DK said...

My commute in the evening is between 5 and 6. I normally catch a couple calls on the "Catholic Answer". I love it. Provides some great stuff to chew on and more often then not I really resonate with the hosts.

Anna said...

I've heard people rave about that show before, although I haven't really listened to it myself. (I'm listening online right now, since I'm on my computer.)

Have you thought at all about becoming Catholic?

Anna said...

Hmm. Not very impressed with their answer to the "Why am I not happy?" question. It didn't seem like what he needed to hear.

Anna said...

Love their answer to the rapture question, though. I read a book that gave that explanation of the destruction of Jerusalem as a prefiguring of the end of the world and it was a great insight for me.

DK said...

I heard both of those two. I thought the question about the guy being sad was very raw. The answer fell flat, but for such a tough question I felt they did a commendable job. If I was in his position I would definitely read those two books, and I hope they would dig a little bit deeper in to the issue.

I often time think I am Catholic.

Anna said...

Yes, it was a raw question, and a difficult one. I wanted them to ask about his relationship with Christ though, whether he sees God as an intimate part of his life instead of just a being out there to believe in. I might have asked him if he reads Scripture every day and whether he sees those verses as just being theology or whether he sees them as God's way of talking to him personally. I'd have encouraged him to bare his soul before God in quiet and direct prayer every day, beyond just the rote prayers that many Catholics do. Because it is from our relationship with God that our joy and our peace stem. And that relationship is something that a lot of Catholics don't really have much of. The council of Vatican II brought us a long, long way in that regards, but there's still a longer way to go in Catholic culture. That relationship is built heavily into our theology, but it doesn't get lived-out very well in much of Catholic life.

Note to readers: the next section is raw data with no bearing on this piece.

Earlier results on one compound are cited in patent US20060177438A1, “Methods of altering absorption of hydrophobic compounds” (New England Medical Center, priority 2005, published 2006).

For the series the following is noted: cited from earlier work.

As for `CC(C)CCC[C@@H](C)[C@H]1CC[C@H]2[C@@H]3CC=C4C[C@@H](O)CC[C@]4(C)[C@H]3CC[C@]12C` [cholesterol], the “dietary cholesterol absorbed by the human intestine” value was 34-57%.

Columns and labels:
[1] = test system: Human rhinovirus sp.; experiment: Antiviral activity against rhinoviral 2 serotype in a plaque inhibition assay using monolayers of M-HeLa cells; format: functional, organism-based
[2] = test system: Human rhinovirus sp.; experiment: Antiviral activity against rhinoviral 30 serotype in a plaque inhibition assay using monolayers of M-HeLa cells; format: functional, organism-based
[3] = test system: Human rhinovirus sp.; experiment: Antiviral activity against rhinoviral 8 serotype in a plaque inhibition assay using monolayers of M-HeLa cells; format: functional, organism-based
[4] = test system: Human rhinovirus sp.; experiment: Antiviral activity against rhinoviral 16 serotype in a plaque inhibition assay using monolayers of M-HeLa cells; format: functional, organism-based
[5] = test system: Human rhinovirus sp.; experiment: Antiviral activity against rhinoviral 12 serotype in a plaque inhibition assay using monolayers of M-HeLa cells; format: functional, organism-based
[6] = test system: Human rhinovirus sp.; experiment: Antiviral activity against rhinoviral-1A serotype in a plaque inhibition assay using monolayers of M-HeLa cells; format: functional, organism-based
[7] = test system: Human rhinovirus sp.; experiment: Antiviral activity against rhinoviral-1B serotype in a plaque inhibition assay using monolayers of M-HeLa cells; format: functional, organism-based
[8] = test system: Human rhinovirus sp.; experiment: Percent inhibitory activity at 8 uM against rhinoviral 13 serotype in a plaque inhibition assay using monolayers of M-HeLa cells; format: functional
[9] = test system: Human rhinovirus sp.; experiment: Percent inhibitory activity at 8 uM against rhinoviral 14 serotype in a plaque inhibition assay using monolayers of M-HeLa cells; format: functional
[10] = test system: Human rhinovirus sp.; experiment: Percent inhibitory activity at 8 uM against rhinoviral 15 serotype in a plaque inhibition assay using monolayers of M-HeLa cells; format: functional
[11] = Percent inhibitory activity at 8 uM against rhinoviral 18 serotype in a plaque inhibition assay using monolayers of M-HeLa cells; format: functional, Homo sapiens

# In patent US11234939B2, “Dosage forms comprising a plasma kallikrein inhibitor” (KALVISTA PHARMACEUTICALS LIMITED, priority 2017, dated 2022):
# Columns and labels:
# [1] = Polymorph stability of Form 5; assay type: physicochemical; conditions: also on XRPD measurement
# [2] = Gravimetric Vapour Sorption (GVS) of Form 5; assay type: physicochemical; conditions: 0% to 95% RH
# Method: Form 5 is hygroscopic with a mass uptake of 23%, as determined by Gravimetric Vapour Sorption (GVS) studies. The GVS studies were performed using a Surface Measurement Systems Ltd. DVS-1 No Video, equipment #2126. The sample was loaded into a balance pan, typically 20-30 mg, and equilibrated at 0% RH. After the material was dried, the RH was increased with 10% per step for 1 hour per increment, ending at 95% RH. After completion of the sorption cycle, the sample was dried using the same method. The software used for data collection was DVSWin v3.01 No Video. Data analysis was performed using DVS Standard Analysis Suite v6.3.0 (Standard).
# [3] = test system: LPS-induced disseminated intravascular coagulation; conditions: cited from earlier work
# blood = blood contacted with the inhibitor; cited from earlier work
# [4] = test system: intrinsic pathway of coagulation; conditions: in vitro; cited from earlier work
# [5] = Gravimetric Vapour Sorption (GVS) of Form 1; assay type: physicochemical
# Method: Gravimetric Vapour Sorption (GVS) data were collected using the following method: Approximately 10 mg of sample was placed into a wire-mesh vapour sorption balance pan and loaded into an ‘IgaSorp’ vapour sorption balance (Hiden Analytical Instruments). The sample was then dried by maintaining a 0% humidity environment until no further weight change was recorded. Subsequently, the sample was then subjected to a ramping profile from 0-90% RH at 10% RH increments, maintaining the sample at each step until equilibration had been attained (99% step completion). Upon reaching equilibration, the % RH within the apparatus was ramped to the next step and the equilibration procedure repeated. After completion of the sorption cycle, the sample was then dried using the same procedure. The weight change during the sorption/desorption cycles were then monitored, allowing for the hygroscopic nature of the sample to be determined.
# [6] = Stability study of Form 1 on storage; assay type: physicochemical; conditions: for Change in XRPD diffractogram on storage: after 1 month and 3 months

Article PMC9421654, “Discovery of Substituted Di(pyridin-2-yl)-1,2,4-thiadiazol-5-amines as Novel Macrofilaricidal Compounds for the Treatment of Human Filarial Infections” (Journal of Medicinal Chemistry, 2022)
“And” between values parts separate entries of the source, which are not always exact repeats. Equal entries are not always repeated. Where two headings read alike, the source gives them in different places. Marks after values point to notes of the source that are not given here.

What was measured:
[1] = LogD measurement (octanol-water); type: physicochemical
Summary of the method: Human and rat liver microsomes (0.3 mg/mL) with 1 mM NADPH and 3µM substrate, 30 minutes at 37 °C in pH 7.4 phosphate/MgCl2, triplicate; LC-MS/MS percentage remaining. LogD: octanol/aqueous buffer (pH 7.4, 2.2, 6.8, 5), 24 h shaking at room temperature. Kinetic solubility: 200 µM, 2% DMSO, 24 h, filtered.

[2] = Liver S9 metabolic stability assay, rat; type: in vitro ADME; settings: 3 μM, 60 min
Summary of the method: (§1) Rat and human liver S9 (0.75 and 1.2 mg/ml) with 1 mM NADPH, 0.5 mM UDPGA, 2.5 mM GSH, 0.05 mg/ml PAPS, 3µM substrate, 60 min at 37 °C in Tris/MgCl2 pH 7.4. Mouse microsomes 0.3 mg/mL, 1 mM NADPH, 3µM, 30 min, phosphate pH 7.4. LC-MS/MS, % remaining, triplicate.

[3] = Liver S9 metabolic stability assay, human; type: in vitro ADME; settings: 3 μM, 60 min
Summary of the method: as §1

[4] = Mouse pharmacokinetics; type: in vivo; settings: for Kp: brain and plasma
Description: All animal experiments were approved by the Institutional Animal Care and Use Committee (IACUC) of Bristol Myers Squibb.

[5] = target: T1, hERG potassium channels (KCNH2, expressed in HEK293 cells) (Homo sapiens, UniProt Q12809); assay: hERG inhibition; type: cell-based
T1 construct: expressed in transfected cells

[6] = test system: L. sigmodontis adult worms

Deciding that you're Catholic is like deciding that you're married. It's not something that you can decide by yourself. Being Catholic is about being in a sacramental relationship with everyone else in the Church, as being married is about being in a sacramental relationship with your spouse. That's why, to BE Catholic, you have to formally join the Catholic community - as, in getting married, you have to formally join with your spouse. I don't mean the wedding has to be particularly formal... but I mean that there has to be an intentional exchange of vows. Likewise, joining the Catholic community could possibly be a low-key event, but there has to be both an intentional joining on the part of the incomer and also an intentional reception on the part of the community. Does that make sense?